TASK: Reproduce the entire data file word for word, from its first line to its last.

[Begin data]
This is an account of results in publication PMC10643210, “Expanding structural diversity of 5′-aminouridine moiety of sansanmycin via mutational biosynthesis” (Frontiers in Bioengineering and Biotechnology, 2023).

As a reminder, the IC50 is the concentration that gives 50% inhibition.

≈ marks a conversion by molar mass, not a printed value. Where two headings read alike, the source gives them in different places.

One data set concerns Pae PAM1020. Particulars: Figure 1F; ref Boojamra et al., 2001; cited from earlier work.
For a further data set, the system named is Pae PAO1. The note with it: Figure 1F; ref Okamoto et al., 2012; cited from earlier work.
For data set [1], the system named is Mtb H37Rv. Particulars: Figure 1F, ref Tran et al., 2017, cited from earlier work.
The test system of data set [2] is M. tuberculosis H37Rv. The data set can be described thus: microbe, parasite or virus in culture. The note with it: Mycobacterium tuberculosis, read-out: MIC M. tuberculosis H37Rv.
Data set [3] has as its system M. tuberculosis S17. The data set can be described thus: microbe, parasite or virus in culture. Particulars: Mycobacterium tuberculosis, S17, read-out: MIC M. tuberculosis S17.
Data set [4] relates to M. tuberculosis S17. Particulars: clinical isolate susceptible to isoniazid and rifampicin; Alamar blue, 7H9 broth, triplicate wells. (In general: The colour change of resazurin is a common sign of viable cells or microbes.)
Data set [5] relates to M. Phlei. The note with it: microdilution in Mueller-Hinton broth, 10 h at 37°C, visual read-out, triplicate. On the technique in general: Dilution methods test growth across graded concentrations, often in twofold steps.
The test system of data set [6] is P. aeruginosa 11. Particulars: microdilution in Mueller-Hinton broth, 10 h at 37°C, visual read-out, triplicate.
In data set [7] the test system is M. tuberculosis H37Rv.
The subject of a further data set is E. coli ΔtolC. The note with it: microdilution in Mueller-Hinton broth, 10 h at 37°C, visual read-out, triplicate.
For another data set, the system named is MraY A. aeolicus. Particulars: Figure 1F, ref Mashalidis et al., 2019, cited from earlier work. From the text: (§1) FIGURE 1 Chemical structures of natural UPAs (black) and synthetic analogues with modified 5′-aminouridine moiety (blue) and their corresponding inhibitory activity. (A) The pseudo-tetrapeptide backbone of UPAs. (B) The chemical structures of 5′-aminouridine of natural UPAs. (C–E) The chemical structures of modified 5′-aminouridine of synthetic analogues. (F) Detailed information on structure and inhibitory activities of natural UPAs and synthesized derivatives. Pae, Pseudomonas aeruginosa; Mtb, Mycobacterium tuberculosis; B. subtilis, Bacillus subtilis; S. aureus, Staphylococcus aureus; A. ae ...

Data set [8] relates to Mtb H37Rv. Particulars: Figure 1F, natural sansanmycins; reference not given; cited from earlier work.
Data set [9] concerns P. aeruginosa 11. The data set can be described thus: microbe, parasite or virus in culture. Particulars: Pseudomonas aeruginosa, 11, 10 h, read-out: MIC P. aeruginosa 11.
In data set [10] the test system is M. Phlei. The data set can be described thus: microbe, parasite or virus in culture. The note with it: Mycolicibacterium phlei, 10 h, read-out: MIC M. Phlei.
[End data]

This is an account of results in publication PMC10643210, “Expanding structural diversity of 5′-aminouridine moiety of sansanmycin via mutational biosynthesis” (Frontiers in Bioengineering and Biotechnology, 2023).

As a reminder, the IC50 is the concentration that gives 50% inhibition.

≈ marks a conversion by molar mass, not a printed value. Where two headings read alike, the source gives them in different places.

One data set concerns Pae PAM1020. Particulars: Figure 1F; ref Boojamra et al., 2001; cited from earlier work.
For a further data set, the system named is Pae PAO1. The note with it: Figure 1F; ref Okamoto et al., 2012; cited from earlier work.
For data set [1], the system named is Mtb H37Rv. Particulars: Figure 1F, ref Tran et al., 2017, cited from earlier work.
The test system of data set [2] is M. tuberculosis H37Rv. The data set can be described thus: microbe, parasite or virus in culture. The note with it: Mycobacterium tuberculosis, read-out: MIC M. tuberculosis H37Rv.
Data set [3] has as its system M. tuberculosis S17. The data set can be described thus: microbe, parasite or virus in culture. Particulars: Mycobacterium tuberculosis, S17, read-out: MIC M. tuberculosis S17.
Data set [4] relates to M. tuberculosis S17. Particulars: clinical isolate susceptible to isoniazid and rifampicin; Alamar blue, 7H9 broth, triplicate wells. (In general: The colour change of resazurin is a common sign of viable cells or microbes.)
Data set [5] relates to M. Phlei. The note with it: microdilution in Mueller-Hinton broth, 10 h at 37°C, visual read-out, triplicate. On the technique in general: Dilution methods test growth across graded concentrations, often in twofold steps.
The test system of data set [6] is P. aeruginosa 11. Particulars: microdilution in Mueller-Hinton broth, 10 h at 37°C, visual read-out, triplicate.
In data set [7] the test system is M. tuberculosis H37Rv.
The subject of a further data set is E. coli ΔtolC. The note with it: microdilution in Mueller-Hinton broth, 10 h at 37°C, visual read-out, triplicate.
For another data set, the system named is MraY A. aeolicus. Particulars: Figure 1F, ref Mashalidis et al., 2019, cited from earlier work. From the text: (§1) FIGURE 1 Chemical structures of natural UPAs (black) and synthetic analogues with modified 5′-aminouridine moiety (blue) and their corresponding inhibitory activity. (A) The pseudo-tetrapeptide backbone of UPAs. (B) The chemical structures of 5′-aminouridine of natural UPAs. (C–E) The chemical structures of modified 5′-aminouridine of synthetic analogues. (F) Detailed information on structure and inhibitory activities of natural UPAs and synthesized derivatives. Pae, Pseudomonas aeruginosa; Mtb, Mycobacterium tuberculosis; B. subtilis, Bacillus subtilis; S. aureus, Staphylococcus aureus; A. ae ...

Data set [8] relates to Mtb H37Rv. Particulars: Figure 1F, natural sansanmycins; reference not given; cited from earlier work.
Data set [9] concerns P. aeruginosa 11. The data set can be described thus: microbe, parasite or virus in culture. Particulars: Pseudomonas aeruginosa, 11, 10 h, read-out: MIC P. aeruginosa 11.
In data set [10] the test system is M. Phlei. The data set can be described thus: microbe, parasite or virus in culture. The note with it: Mycolicibacterium phlei, 10 h, read-out: MIC M. Phlei.